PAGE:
Vrosenblum, jonathan
Vrosenblum, jonathan

Putting Kissinger on the couch to analyze his gas chambers comment

The tape of conversations between President Richard Nixon and his Secretary of State Henry Kissinger released last week by the Nixon Library contained some pretty ugly stuff, but no great surprises with respect to Nixon.

In earlier tapes, Nixon described Jews as “born spies” and “disloyal,” and suggested that his administration was “trying to run this town while avoiding Jews in government.”

And yet, Nixon’s White House was filled with Jews: his chief counsel, Leonard Garment; chief economic adviser, Herbert Stein; chief speechwriter, William Safire; campaign manager, Murray Chotiner; and, above all, Kissinger, his first national security adviser and later secretary of state.

Commentators have long been puzzled by Nixon’s contrasts (his evident anti-Semitism and stream of ugly statements vs. his employment of many Jews and his 1973 massive airlift of arms to Israel as the Yom Kippur War raged on).

But, actually, it is not nearly so big a paradox as they make out.

While Nixon was beyond what one might call a genteel anti-Semite — someone who tries to avoid the company of Jews and harbors a number of negative stereotypes —he was not obsessed with Jews. He did not see the world, as did Hitler and other lethal anti-Semites, as a cosmic struggle between the forces of good on one side and the Jews on the other.

What ultimately horrifies in the recently released tapes is not Nixon but Kissinger. The latter had barely escaped Furth, Germany with his family in 1938, and he had witnessed the Nazi brutality toward Jews firsthand. Nineteen close family members died in concentration camps.

And yet in the tapes we hear him telling the president, after a meeting with Israeli Prime Minister Golda Meir, at which she pleaded for U.S. pressure to secure the release of more American Jews: “The emigration of Jews from the Soviet Union is not an objective of American foreign policy. And if they put Jews into gas chambers in the Soviet Union, it is not an American concern. Maybe a humanitarian concern.”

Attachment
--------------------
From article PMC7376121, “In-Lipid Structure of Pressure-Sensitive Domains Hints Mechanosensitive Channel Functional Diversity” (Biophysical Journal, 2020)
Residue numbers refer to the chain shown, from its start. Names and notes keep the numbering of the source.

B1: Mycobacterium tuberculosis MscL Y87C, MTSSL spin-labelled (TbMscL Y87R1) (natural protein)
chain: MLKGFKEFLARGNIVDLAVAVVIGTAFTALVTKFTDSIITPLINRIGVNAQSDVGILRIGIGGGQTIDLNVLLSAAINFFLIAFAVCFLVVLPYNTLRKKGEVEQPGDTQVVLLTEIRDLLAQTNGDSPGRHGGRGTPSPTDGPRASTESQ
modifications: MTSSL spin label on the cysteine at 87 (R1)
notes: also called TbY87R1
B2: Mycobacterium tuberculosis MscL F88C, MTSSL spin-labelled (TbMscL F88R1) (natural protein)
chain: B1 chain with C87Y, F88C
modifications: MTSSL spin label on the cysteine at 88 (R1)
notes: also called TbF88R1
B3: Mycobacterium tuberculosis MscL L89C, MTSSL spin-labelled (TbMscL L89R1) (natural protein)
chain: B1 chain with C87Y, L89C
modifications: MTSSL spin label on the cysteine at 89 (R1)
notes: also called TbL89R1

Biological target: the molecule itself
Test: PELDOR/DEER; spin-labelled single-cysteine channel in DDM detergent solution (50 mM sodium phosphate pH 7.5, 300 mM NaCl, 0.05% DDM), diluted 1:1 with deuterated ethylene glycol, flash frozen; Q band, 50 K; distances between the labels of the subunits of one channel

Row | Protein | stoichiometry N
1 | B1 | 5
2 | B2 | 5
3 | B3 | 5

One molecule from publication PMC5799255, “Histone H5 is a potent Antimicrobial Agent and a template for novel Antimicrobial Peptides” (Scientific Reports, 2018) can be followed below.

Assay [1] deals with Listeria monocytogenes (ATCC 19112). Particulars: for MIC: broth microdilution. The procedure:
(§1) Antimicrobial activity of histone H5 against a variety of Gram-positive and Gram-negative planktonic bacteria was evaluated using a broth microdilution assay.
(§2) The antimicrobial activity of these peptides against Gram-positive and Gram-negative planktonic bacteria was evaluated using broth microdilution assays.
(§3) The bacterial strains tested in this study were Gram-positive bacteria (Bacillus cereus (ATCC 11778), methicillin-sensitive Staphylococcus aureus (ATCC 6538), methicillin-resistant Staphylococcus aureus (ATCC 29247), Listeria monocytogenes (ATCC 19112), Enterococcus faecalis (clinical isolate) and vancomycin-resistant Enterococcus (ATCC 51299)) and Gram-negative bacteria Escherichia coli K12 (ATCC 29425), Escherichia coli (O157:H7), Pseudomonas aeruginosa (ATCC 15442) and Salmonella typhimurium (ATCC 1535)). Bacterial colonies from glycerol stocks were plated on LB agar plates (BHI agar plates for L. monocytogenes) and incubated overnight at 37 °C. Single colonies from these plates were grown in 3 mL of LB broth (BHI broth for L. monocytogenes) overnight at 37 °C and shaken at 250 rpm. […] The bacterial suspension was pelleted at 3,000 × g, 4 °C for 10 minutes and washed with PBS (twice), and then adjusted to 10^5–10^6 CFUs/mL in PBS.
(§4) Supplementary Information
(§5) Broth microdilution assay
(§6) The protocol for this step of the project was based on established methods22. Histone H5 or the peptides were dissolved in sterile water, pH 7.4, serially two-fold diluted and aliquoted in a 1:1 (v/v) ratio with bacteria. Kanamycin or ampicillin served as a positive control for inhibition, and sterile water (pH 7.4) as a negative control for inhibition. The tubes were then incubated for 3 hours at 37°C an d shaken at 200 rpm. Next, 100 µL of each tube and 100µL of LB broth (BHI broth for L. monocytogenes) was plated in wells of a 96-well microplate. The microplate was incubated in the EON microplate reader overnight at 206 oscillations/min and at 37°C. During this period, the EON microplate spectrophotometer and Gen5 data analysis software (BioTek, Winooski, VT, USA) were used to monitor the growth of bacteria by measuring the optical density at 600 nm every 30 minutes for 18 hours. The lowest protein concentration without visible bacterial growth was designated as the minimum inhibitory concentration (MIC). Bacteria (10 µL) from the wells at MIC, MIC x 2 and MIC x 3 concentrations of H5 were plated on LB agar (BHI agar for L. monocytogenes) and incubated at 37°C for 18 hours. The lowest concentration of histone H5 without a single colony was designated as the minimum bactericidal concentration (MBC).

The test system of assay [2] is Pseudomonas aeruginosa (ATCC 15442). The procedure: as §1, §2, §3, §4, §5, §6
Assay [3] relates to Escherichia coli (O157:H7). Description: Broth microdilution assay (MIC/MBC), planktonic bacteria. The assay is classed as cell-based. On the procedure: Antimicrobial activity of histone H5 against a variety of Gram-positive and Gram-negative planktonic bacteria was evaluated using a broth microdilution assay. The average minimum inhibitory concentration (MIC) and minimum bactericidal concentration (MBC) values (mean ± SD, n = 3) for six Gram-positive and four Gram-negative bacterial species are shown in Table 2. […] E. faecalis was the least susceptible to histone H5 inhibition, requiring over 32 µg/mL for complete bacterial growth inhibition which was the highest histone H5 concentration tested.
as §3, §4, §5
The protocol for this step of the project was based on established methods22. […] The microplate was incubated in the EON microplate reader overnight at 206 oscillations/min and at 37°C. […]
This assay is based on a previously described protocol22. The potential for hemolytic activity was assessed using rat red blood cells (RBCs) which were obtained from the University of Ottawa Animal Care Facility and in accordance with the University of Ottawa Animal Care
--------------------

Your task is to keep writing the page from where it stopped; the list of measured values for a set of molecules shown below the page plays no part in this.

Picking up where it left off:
That remark did not come in response to anything Nixon had said. Nor did Nixon ever say anything close to that.

Kissinger’s remark sent me scurrying back to Ambassador Yehuda Avner’s book “The Prime Ministers,” in which he records an incident in which Kissinger is approached in Israel in the midst of a shuttle diplomacy mission by a man who greets him, “Heinz, Heinz.” “Heinz — remember me. Wilhelm Furtwangler from Furth. Remember?” said the man extending his

hand. Kissinger threw him a contemptuous look and strode on.

Wilhelm Furtwangler was by that time a prominent Washington, D.C., psychiatrist going by the name Dr. Willie Fort. Not only had he been Kissinger’s closest school chum in Furth, but the Furtwangler and Kissinger families had both moved to Washington Heights and davened in the same shul. In short, there was no chance that Kissinger did not recognize him.

After the incident in question, Dr. Fort, who had become friendly with Avner when he was at the Israeli Embassy in Washington, sat down and provided him with a psychoanalysis of Kissinger, which he urged him to convey to his boss, Prime Minister Yitzhak Rabin.